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Ochotona princeps

Hares and Pikas
Pikas (Ochotonidae)

Measurement: Size: 17-19 cm Weight: 105-130 g (3.7-4.6 oz)

Description: Few visitors get to see the pika, but most are tormented by their high-pitched call. Because they choose desolate rock and scree slopes for their home, their calls seem to come from all directions at once. Patient observers are rewarded though, and if you sit still, you will eventually notice movement. Follow this bouncing fuzz ball, and when it stops you can get a good look at the wondrous pika

Visibly, they are a small, guinea pig-like animal with round ears and no visible tail. They gain their name from their call, which essentially mimics their name, and resembles a high pitched "peeeek". While they may look like a small rodent, they are actually related to rabbits, and are not rodents at all.

Range: Pikas are found only at high elevation, usually above 2000 m (6,500 ft) where they eek out a living amidst seemingly desolate rock and scree slopes. They make their nests in the rocks, venturing out to feed on nearby vegetation. Their range extends throughout the Canadian and American Rockies, but they are not found east of the mountains.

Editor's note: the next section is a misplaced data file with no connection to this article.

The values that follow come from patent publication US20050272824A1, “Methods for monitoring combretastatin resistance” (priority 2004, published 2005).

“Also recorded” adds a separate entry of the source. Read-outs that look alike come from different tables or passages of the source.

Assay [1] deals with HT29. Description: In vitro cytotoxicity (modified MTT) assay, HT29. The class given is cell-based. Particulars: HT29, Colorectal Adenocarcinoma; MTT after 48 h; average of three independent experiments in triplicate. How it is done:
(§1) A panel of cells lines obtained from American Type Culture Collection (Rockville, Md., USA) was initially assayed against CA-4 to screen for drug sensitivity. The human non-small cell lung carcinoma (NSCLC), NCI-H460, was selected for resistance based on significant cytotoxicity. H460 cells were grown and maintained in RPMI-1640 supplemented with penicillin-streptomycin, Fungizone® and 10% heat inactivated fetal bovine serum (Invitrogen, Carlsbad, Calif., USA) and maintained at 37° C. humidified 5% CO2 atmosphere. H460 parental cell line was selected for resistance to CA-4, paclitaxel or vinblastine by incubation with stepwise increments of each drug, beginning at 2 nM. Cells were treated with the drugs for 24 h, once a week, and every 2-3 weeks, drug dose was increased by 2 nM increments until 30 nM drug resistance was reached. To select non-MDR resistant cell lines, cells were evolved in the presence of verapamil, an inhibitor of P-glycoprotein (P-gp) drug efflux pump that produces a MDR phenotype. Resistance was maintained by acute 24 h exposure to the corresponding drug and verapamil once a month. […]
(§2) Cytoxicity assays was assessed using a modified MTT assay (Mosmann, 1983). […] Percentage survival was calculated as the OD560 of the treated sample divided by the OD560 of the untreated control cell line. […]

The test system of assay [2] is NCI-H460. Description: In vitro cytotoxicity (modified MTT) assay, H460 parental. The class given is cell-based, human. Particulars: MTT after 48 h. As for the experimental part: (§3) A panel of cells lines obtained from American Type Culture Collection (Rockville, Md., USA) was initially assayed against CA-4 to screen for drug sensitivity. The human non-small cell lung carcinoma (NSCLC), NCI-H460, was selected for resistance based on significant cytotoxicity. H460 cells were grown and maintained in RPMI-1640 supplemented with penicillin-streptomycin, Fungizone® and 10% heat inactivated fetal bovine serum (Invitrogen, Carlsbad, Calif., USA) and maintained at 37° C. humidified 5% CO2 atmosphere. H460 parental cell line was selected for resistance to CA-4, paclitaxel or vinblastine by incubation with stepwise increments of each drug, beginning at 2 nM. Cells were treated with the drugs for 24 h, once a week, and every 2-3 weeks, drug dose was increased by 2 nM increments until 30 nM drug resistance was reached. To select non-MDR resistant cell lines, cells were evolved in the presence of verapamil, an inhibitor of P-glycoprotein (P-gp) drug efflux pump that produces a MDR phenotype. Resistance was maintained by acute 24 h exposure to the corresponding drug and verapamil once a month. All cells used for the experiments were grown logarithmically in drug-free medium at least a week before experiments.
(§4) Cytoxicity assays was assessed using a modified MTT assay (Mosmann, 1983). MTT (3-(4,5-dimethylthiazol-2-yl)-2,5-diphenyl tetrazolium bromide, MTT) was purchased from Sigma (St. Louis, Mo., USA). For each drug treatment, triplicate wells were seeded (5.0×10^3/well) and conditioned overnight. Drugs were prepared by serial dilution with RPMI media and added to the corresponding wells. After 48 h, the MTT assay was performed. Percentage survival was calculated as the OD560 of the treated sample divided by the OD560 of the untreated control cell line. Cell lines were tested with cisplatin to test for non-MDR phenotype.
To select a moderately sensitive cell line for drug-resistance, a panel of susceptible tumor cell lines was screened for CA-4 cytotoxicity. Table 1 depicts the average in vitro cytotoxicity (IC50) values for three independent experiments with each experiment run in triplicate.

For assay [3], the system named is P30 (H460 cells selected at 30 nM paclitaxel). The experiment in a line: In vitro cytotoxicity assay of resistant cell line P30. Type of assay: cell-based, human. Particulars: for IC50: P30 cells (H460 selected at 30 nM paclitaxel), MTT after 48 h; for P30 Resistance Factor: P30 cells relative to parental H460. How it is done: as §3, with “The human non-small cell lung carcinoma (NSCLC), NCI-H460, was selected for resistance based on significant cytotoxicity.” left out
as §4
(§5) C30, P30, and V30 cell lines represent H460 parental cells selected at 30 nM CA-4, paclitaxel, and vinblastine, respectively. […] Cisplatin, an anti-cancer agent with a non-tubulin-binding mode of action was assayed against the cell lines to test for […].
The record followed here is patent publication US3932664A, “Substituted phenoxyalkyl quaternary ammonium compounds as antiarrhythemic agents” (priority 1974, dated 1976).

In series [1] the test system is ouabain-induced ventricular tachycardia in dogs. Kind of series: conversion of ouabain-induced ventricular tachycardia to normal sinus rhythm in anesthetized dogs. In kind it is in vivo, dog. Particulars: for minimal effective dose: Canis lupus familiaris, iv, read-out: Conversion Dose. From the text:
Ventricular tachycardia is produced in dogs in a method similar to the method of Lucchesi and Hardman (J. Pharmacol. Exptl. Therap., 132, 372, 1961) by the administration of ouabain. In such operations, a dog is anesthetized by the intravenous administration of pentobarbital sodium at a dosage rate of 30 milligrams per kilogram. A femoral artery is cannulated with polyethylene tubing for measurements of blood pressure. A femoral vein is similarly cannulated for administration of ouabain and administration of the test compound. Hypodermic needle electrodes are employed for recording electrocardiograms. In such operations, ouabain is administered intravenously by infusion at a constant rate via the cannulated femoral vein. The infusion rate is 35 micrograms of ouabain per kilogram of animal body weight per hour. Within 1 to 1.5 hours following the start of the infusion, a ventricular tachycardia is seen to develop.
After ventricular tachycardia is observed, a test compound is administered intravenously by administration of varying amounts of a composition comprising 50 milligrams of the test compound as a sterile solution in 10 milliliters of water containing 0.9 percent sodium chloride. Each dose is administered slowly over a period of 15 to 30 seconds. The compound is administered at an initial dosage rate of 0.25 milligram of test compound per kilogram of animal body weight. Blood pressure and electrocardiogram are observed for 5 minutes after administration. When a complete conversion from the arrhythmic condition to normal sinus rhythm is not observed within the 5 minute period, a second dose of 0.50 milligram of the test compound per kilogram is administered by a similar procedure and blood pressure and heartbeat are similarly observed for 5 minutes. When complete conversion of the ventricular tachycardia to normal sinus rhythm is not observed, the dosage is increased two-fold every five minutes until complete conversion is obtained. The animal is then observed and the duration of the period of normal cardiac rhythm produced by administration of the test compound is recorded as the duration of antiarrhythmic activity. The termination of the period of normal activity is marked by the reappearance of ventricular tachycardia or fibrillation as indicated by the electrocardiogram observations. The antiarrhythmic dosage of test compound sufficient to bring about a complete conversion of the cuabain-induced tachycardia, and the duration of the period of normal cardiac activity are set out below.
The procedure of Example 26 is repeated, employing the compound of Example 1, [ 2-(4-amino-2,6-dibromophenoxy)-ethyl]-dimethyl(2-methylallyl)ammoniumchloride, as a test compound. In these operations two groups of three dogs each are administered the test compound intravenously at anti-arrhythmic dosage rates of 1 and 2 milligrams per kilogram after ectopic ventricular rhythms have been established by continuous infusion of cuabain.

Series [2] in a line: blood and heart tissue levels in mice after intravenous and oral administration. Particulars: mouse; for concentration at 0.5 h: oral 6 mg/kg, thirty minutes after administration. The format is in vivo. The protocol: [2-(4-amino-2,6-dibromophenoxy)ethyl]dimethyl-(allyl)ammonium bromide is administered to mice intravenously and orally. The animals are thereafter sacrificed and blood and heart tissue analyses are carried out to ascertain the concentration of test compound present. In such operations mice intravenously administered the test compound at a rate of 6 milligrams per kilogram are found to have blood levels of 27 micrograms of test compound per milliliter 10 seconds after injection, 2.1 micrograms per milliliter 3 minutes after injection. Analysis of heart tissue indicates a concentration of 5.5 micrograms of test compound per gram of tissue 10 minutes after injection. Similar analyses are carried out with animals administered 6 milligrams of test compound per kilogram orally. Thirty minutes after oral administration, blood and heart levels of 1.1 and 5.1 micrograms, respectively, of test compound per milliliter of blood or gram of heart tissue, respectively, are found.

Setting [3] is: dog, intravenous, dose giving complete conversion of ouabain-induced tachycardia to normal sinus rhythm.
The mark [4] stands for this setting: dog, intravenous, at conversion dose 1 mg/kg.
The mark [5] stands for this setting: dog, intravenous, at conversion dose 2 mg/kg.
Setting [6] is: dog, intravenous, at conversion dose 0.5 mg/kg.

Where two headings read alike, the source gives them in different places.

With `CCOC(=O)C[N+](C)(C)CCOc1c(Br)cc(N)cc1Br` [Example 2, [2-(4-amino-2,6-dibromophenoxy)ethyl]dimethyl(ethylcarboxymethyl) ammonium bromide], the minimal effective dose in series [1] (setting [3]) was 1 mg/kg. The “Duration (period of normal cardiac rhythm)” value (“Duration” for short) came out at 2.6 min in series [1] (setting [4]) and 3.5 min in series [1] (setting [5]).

Why is their range so limited? Despite high tolerances for cold climates, they die quickly if their body temperature rises only a degree or two above normal. This limits their distribution to the high country where high temperatures are rare.

Diet: Pikas are exceedingly industrious animals. They do not hibernate during the winter, but rather survive on food stores collected during the summer. This means that their time is spent busily scurrying from the security of their scree slope to nearby meadows to collect plants. They fill their mouth with a wide selection of plants, arranging the plants crosswise until there is no more room, and then scurrying back to the rock pile. Normally very vocal, they are silent when they leave the rocks due to their vulnerability to predators at this time.

Once collected, the plants are carefully placed in hay piles that will be left out to season, much like a farmer leaving his hay bales out. These will serve as the pika's winter food supply. The hay piles can be as large as a bushel, for the alpine winter can be very long, and there must be sufficient food to last.

Reproduction: Pikas mate in the spring, with a litter of 2 to 5 young born approximately 30 days later. In good years, they may produce two litters. Male and female territories are often adjacent to one another, and except for mating, each excludes the other from their bit of the rock. Since food is limited, they must ensure enough range for their survival.


Pikas are one of the most well developed mountain animals, so well developed in fact that they exist only within the confines of the high country. Their poor tolerance of heat has forced them uphill with warming climates since the end of the last ice age.

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All Material Ward Cameron 2005



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